AMSTERDAM - A Dutch court blocked ABN Amro Holding N.V.'s planned sale of a Chicago bank yesterday, disrupting ABN Amro's plan to be acquired by Barclays P.L.C. for $91 billion.
The court said ABN Amro must seek shareholder approval before it can sell its U.S. subsidiary, LaSalle Bank Corp., to Bank of America Corp.
The ruling was a major setback for ABN Amro's management, which had planned to sell LaSalle for $21 billion and then sell the rest of the company to Barclays, the British bank.
The ruling increases the chances that a three-bank consortium led by the Royal Bank of Scotland Group P.L.C. will win the bidding war for the Netherlands' biggest bank. The group has suggested a purchase valued at $98.5 billion.
Either bid for ABN Amro would be the highest price paid in a banking buyout.
Barclays' bid is now in limbo, because it was both preliminary and dependent on the LaSalle sale, while the Royal Bank consortium has more breathing room to make its preliminary offer official.
The court said the sale of LaSalle was so interwoven with the Barclays takeover bid that it should have been put to shareholders for a vote. ABN had argued that the deal was too small to require shareholder approval.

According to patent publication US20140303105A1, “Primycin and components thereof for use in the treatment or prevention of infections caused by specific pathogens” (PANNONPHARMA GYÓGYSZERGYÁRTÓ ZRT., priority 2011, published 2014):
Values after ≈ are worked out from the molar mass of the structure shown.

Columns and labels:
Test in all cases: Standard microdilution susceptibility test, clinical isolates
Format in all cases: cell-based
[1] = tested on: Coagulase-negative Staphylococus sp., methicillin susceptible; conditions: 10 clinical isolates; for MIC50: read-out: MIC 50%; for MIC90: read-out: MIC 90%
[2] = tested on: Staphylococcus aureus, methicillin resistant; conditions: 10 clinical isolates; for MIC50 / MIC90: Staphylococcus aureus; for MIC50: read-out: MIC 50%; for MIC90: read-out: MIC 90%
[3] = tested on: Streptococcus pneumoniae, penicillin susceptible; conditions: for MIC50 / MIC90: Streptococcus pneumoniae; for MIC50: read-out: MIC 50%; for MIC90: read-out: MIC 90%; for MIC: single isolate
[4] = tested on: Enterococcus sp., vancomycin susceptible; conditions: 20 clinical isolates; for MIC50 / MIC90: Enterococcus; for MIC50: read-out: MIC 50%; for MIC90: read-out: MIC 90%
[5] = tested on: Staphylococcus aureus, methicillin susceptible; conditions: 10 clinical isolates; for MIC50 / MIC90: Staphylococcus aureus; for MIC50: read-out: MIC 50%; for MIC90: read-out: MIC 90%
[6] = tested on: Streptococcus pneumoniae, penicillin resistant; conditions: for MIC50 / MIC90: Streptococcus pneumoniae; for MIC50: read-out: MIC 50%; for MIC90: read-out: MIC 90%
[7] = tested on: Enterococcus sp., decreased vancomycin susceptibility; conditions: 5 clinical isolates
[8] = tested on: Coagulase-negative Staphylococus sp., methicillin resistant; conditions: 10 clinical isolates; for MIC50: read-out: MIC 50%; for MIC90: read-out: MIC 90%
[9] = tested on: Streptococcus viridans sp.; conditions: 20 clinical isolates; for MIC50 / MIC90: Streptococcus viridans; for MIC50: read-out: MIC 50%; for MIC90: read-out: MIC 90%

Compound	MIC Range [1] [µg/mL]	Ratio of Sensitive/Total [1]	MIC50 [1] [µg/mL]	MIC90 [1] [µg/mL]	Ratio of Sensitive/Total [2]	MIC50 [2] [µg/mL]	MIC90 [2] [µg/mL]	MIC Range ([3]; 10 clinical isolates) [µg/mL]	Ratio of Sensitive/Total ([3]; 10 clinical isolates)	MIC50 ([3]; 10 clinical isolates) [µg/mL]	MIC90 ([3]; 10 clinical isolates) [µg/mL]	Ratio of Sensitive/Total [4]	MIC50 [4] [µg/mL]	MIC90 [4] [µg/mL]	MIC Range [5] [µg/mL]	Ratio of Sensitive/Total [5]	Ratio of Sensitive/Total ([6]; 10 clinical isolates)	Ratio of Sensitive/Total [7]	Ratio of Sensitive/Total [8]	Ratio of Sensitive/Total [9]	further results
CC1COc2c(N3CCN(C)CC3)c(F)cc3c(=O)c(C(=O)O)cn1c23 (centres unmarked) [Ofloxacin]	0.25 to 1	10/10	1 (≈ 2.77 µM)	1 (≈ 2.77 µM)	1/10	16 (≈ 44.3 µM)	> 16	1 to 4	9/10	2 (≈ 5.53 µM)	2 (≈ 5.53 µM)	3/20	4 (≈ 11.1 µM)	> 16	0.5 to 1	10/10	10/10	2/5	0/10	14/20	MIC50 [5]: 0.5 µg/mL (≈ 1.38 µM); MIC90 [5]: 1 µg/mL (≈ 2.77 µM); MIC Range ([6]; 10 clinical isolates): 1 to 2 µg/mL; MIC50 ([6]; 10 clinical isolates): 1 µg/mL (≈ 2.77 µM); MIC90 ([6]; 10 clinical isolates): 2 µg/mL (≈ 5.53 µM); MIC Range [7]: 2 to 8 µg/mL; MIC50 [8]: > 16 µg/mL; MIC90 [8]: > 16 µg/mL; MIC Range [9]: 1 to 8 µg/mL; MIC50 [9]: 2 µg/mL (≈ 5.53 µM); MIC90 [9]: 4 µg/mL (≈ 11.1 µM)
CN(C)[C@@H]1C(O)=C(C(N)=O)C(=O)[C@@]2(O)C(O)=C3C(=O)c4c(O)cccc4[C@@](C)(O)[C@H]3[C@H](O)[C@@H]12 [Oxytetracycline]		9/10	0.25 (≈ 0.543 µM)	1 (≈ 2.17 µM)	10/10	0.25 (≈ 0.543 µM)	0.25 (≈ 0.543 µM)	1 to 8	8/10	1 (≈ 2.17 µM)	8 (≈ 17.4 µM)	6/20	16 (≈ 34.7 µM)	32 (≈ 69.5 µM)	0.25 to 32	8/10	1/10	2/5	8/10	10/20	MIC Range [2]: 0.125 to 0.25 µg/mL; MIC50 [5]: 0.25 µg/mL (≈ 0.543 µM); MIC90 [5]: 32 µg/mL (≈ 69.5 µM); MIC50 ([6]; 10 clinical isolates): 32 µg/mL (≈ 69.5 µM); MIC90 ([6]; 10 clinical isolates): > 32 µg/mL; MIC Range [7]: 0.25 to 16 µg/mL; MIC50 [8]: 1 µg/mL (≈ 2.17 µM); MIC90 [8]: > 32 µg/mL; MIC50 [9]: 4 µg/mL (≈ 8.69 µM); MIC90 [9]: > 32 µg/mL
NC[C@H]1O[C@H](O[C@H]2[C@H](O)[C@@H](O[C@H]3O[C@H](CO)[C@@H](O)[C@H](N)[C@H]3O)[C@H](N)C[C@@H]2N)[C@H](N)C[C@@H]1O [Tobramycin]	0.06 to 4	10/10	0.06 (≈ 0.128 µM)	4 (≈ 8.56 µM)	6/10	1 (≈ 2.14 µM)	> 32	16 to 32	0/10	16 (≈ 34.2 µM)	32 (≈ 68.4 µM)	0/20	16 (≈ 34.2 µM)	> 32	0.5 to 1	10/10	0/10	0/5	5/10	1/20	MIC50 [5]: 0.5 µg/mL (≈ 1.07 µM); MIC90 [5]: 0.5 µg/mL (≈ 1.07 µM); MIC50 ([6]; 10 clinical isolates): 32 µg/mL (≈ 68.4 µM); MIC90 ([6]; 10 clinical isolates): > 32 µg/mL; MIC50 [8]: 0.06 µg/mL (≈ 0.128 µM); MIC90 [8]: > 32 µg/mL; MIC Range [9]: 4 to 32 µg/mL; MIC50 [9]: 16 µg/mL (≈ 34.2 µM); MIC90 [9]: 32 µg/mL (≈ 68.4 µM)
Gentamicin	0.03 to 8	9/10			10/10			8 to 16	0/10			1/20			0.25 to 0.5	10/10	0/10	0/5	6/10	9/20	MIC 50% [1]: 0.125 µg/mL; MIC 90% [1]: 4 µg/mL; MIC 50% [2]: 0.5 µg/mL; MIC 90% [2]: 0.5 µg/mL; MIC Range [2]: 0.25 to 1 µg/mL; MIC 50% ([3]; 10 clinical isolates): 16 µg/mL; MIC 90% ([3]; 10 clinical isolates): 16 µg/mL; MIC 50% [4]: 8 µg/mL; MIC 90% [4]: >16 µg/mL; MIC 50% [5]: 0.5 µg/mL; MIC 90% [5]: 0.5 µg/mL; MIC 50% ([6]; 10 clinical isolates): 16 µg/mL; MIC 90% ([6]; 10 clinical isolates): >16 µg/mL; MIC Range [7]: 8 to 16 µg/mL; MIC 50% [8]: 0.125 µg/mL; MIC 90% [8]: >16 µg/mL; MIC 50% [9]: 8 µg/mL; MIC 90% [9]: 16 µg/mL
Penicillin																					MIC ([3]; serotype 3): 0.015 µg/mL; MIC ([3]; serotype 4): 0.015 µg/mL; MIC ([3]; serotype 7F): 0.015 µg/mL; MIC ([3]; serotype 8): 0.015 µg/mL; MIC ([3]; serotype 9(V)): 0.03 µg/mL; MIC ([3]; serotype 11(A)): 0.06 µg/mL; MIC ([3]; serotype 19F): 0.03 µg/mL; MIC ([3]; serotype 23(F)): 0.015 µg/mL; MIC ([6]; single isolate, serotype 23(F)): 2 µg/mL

The court "forbids ABN Amro . . . by means of an immediate injunction . . . from proceeding with the purchase and sale of [LaSalle] . . . without previous approval given by a general meeting of shareholders," Presiding Judge Huub Willems said, reading the decision of the Enterprise Chamber of the Amsterdam Superior Court.
Bank of America spokesman Scott Silvestri said the company had "a binding contract, and intends to take all necessary steps to protect our legal rights."
ABN Amro spokesman Neil Moorhouse said the bank "notes the judgment of the Enterprise Chamber, and will study the implications of the outcome."
ABN Amro revealed the sale of LaSalle to Bank of America simultaneously with an April 23 announcement that it intended to accept the takeover offer from Barclays of $91.2 billion in stock.
Shareholders complained that the LaSalle sale was intended as a poison pill to forestall the higher bid from a consortium led by Royal Bank of Scotland, which wants to break up ABN Amro.
Barclays said in a statement that it would continue "to pursue its recommended merger with ABN Amro, which offers significant value to shareholders."